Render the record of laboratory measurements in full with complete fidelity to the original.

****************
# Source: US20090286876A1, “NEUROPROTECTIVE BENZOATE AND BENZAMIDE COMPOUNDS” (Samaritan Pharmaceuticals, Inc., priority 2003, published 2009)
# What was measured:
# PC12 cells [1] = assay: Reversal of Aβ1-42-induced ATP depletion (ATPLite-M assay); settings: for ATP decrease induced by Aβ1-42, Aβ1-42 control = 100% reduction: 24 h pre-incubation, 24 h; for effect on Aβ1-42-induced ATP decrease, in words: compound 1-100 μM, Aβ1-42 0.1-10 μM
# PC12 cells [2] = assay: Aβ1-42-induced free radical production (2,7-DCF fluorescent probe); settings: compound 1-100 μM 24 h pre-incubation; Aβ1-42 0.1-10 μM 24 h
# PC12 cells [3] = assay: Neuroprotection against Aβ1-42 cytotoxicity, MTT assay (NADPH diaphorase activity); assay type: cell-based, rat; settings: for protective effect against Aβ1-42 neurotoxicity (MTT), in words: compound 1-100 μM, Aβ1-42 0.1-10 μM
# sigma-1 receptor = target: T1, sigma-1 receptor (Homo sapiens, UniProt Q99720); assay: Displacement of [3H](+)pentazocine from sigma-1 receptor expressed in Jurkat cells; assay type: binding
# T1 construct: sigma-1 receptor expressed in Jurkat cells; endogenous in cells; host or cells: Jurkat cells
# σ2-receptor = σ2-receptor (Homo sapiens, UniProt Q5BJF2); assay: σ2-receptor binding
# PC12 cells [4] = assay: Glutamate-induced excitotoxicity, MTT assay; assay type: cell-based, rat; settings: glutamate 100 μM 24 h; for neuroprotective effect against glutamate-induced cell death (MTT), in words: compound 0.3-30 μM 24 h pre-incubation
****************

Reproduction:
# Source: US20090286876A1, “NEUROPROTECTIVE BENZOATE AND BENZAMIDE COMPOUNDS” (Samaritan Pharmaceuticals, Inc., priority 2003, published 2009)
# What was measured:
# PC12 cells [1] = assay: Reversal of Aβ1-42-induced ATP depletion (ATPLite-M assay); settings: for ATP decrease induced by Aβ1-42, Aβ1-42 control = 100% reduction: 24 h pre-incubation, 24 h; for effect on Aβ1-42-induced ATP decrease, in words: compound 1-100 μM, Aβ1-42 0.1-10 μM
# PC12 cells [2] = assay: Aβ1-42-induced free radical production (2,7-DCF fluorescent probe); settings: compound 1-100 μM 24 h pre-incubation; Aβ1-42 0.1-10 μM 24 h
# PC12 cells [3] = assay: Neuroprotection against Aβ1-42 cytotoxicity, MTT assay (NADPH diaphorase activity); assay type: cell-based, rat; settings: for protective effect against Aβ1-42 neurotoxicity (MTT), in words: compound 1-100 μM, Aβ1-42 0.1-10 μM
# sigma-1 receptor = target: T1, sigma-1 receptor (Homo sapiens, UniProt Q99720); assay: Displacement of [3H](+)pentazocine from sigma-1 receptor expressed in Jurkat cells; assay type: binding
# T1 construct: sigma-1 receptor expressed in Jurkat cells; endogenous in cells; host or cells: Jurkat cells
# σ2-receptor = σ2-receptor (Homo sapiens, UniProt Q5BJF2); assay: σ2-receptor binding
# PC12 cells [4] = assay: Glutamate-induced excitotoxicity, MTT assay; assay type: cell-based, rat; settings: glutamate 100 μM 24 h; for neuroprotective effect against glutamate-induced cell death (MTT), in words: compound 0.3-30 μM 24 h pre-incubation